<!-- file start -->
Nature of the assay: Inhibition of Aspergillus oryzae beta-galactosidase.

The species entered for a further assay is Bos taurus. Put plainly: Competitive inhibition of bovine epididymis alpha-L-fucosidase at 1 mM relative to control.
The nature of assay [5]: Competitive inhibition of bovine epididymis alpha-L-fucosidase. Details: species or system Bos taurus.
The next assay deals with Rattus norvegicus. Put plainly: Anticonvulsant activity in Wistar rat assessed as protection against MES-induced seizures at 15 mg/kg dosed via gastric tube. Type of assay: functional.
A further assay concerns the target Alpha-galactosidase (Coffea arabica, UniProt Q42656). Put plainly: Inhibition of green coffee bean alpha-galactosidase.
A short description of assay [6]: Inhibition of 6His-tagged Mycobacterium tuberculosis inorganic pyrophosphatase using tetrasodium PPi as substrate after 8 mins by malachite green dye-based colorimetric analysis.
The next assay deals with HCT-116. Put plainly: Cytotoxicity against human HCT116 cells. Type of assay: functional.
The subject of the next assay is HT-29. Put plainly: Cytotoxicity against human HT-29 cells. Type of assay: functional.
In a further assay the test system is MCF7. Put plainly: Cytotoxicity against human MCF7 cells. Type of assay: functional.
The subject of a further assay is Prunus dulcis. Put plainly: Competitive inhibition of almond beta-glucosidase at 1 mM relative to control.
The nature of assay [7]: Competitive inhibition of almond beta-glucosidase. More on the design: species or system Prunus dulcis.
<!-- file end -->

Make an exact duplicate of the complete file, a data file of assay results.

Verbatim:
Nature of the assay: Inhibition of Aspergillus oryzae beta-galactosidase.

The species entered for a further assay is Bos taurus. Put plainly: Competitive inhibition of bovine epididymis alpha-L-fucosidase at 1 mM relative to control.
The nature of assay [5]: Competitive inhibition of bovine epididymis alpha-L-fucosidase. Details: species or system Bos taurus.
The next assay deals with Rattus norvegicus. Put plainly: Anticonvulsant activity in Wistar rat assessed as protection against MES-induced seizures at 15 mg/kg dosed via gastric tube. Type of assay: functional.
A further assay concerns the target Alpha-galactosidase (Coffea arabica, UniProt Q42656). Put plainly: Inhibition of green coffee bean alpha-galactosidase.
A short description of assay [6]: Inhibition of 6His-tagged Mycobacterium tuberculosis inorganic pyrophosphatase using tetrasodium PPi as substrate after 8 mins by malachite green dye-based colorimetric analysis.
The next assay deals with HCT-116. Put plainly: Cytotoxicity against human HCT116 cells. Type of assay: functional.
The subject of the next assay is HT-29. Put plainly: Cytotoxicity against human HT-29 cells. Type of assay: functional.
In a further assay the test system is MCF7. Put plainly: Cytotoxicity against human MCF7 cells. Type of assay: functional.
The subject of a further assay is Prunus dulcis. Put plainly: Competitive inhibition of almond beta-glucosidase at 1 mM relative to control.
The nature of assay [7]: Competitive inhibition of almond beta-glucosidase. More on the design: species or system Prunus dulcis.